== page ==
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Epilepsy Behav. 2013 Dec;29(3):537-41. doi: 10.1016/j.yebeh.2013.09.026. Epub 2013 Oct 17.

Comparison of cardiorespiratory and EEG abnormalities with seizures in adults and children.

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Division of Epilepsy, Neurophysiology, and Sleep, Department of Neurology, Brigham and Women's Hospital, Harvard Medical School, Boston, MA, USA.


Cardiopulmonary dysfunction and postictal generalized EEG suppression (PGES) are proposed as possible risk factors for the occurrence of SUDEP. The evolution of cardiorespiratory abnormalities with seizures has not been systematically studied for any age-related findings. Additionally, not many studies have looked into the possible effect of age-related brain maturation on PGES. The purpose of this study was to compare these SUDEP risk factors in adults versus children. We prospectively recorded cardiopulmonary abnormalities during seizures using pulse oximetry, EKG, and respiratory inductance plethysmography. Linear and logistic regression models adjusting for multiple seizures in a single patient were used to compare the cardiorespiratory and EEG findings between adults and children. We recorded 101 seizures in 26 children and 55 seizures in 22 adults. Ictal central apnea and bradycardia occurred more often in children than in adults (p=0.02 and p=0.008, respectively), while ictal tachycardia occurred more often in adults (p=0.001) than in children. Postictal generalized EEG suppression of longer duration occurred more often in adults (p=0.003) than in children. Minimum O2 saturation and seizure duration/generalization/lateralization did not significantly differ between adults and children (p>0.1). Children had more frontal lobe seizures, and adults had more temporal lobe seizures recorded (p=0.01). There may be an age-related effect on cardiorespiratory and EEG abnormalities associated with seizures, with higher rates of apnea and bradycardia in children and a much higher prevalence of PGES of longer duration in adults. This may indicate why, despite lower rates of cardiopulmonary dysfunction, adults die more frequently from SUDEP than children.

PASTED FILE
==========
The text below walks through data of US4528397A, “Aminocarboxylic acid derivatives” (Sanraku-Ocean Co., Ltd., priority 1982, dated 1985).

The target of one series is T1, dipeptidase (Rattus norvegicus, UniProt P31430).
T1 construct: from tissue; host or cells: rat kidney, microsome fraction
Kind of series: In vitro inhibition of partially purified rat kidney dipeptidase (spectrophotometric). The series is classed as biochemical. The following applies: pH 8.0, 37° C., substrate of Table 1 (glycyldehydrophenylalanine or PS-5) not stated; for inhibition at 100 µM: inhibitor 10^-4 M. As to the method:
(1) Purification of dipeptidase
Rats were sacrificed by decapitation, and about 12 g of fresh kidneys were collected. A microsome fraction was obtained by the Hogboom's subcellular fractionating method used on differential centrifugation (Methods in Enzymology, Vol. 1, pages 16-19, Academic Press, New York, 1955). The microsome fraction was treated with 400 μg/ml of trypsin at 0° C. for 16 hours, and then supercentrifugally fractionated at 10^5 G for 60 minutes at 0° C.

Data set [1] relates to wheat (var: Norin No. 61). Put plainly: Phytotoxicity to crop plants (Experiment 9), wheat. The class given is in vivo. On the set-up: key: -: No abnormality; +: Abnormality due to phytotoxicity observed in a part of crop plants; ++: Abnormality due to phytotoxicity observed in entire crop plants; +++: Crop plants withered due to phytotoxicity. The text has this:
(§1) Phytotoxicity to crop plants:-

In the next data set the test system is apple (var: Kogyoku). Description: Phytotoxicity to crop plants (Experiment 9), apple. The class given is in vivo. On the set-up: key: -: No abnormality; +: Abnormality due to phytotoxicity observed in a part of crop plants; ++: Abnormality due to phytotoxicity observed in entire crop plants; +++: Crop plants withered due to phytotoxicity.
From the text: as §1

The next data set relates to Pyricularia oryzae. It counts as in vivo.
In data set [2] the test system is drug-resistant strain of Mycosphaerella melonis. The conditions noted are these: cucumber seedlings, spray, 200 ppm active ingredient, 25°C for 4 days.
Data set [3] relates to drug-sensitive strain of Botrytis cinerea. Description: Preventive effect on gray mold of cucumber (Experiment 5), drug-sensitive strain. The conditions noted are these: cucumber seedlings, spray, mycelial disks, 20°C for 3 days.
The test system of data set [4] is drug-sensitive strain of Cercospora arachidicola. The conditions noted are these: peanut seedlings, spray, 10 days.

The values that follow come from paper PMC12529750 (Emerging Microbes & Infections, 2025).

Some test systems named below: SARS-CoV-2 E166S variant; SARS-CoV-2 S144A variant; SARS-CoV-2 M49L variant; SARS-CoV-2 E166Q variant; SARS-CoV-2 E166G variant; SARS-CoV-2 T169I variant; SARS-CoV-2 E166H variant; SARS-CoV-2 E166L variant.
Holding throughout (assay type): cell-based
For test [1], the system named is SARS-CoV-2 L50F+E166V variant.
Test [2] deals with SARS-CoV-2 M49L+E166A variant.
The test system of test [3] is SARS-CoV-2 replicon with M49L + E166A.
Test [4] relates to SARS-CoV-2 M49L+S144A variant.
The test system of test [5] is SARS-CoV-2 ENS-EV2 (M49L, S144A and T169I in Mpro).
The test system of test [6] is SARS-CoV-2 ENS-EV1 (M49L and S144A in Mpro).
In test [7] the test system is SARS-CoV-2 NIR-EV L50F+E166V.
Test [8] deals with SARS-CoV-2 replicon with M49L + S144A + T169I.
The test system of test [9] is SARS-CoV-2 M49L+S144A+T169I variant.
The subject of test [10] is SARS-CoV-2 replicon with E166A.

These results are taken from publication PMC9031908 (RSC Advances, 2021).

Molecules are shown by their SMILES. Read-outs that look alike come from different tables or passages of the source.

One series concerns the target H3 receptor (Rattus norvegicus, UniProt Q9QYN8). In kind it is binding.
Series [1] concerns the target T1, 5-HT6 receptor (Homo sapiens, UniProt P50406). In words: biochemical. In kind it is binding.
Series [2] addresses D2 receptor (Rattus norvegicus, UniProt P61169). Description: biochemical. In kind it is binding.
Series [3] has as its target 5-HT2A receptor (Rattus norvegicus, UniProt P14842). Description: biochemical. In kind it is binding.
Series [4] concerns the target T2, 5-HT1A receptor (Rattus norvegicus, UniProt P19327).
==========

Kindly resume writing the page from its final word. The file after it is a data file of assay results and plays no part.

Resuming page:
Cardiorespiratory abnormalities; EEG; Epilepsy monitoring; Postictal generalized EEG suppression; SUDEP

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